Tuesday, May 10, 2011

Frequent Spins (2011.3)

Elbow - Build a Rocket Boys!
"Station Approach," the opening track of Elbow's 2005 release, Leaders of the Free World, was an absolute eagle in my book, but the rest of the album never lived up to the expectations created by that first song. Still, based on just one song, I've been waiting for this band to reach that potential, and finally they have. While there are no eagles here, there are a few birdies, and that's enough to capture my attention.

J Mascis - Several Shades of Why
I was living in New Hampshire when the Dinosaur Jr. front-man's first solo album, Martin + Me, was released. I was shopping in my favorite record store, Portsmouth's Rock Bottom Records, and asked the clerk what she thought of it. Her response was that it was basically Mascis's "Unplugged" record, and while he was definitely not capable of melodic folk, she really liked the album. 15 years and three solo releases later, Several Shades of Why is a much more melodic effort than anything he's released before. Somewhat surprisingly, that turns out to be a good thing.

R.E.M. - Collapse Into Now
There was a time when it seemed every band had an expiration date. That is, a point where the momentum of their early, defining material wears off and they try—repeatedly and unsuccessfully—to reinvent themselves. That point came for R.E.M. almost 20 years ago. Then, in 2008, they went back to basics with Accelerate, and it worked. Three years later, they continue that no-nonsense approach with Collapse Into Now, proving there's really a very simple formula for artists looking to extend their shelf lives.

The Strokes - Angles
The Strokes are a band that seems to be in jeopardy of becoming the Joe Charboneau of indie rock. Maybe there's a better baseball analogy than that one, but Charboneau always comes to mind when thinking of someone who burst on the scene showing so much promise, only to fade to oblivion shortly thereafter. Of course, that's not entirely the case here, despite the fact it's been ten years since their debut, Is This It, and they're just releasing their third subsequent album, with none of them anywhere near as good as their first. At times, I've thought this is their second best album, but reality is it's about as good as the prior two. That is, much better than any of Charboneau's post-rookie seasons, just not as great as the one that got everybody excited.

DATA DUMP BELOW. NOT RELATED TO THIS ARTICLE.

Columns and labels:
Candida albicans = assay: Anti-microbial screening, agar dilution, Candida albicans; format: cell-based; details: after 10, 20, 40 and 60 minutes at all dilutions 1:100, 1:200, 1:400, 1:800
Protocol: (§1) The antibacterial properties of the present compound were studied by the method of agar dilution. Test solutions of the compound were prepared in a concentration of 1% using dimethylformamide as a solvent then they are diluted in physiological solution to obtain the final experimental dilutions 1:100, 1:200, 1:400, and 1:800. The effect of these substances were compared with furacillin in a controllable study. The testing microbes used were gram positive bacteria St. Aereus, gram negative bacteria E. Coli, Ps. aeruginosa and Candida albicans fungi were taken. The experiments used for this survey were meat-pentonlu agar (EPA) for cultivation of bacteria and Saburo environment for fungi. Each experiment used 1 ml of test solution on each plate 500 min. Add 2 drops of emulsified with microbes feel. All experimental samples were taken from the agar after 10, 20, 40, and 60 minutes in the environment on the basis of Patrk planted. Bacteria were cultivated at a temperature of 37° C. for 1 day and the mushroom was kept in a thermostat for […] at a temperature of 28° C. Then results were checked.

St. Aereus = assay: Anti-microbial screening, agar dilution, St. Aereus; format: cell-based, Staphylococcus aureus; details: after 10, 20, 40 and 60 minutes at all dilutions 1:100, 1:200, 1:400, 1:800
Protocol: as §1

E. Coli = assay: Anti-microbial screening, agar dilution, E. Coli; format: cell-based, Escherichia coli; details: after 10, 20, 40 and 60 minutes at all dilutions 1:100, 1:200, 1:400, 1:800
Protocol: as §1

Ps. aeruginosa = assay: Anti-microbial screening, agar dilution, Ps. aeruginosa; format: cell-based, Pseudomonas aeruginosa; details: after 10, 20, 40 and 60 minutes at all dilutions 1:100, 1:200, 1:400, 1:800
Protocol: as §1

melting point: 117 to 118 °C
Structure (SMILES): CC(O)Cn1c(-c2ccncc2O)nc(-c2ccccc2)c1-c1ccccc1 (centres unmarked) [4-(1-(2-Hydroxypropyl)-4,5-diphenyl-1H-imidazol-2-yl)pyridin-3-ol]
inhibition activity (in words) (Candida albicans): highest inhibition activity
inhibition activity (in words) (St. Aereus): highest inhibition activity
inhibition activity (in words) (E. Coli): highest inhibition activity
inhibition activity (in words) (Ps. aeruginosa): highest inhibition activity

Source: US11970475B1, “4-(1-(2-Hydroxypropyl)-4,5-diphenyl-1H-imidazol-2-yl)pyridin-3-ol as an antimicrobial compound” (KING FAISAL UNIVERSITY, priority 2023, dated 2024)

Kurt Vile - Smoke Ring for My Halo
This one came recommended by a couple different reputable sources. Patterson Hood of the Drive-By Truckers called it his favorite album of this year so far, and Dinosaur Jr.'s J Mascis selected Vile as his opening act for some early 2011 tour dates. Pitchfork's review plays the "name three artists" game, referring to Vile as "...channeling  the energies of John Fahey or Tom Petty or even Bob Seger," which is quite an interesting perspective. While I've definitely been enjoying this album, it's not instantly catchy, in my opinion. So, you may have to be a little patient to try and decide if this will be one that falls into the "rewards repeated listens" category.

Lucinda Williams - Blessed
I'd almost given up on the artist who I've always considered the queen of alt-country, but with this year's release of her best album in a decade, it's occurred to me that she's much better when she waits at least three years between album releases. While her last few efforts were a little too focused on the bluesy side of her persona, Blessed marks a bit of a return to her rocking side, a la Car Wheels on a Gravel Road, an album that was famously six years in the making. Not that this record comes anywhere near the brilliance of Car Wheels, but it's a pleasant return to the style that turned me on to Lucinda in the first place.

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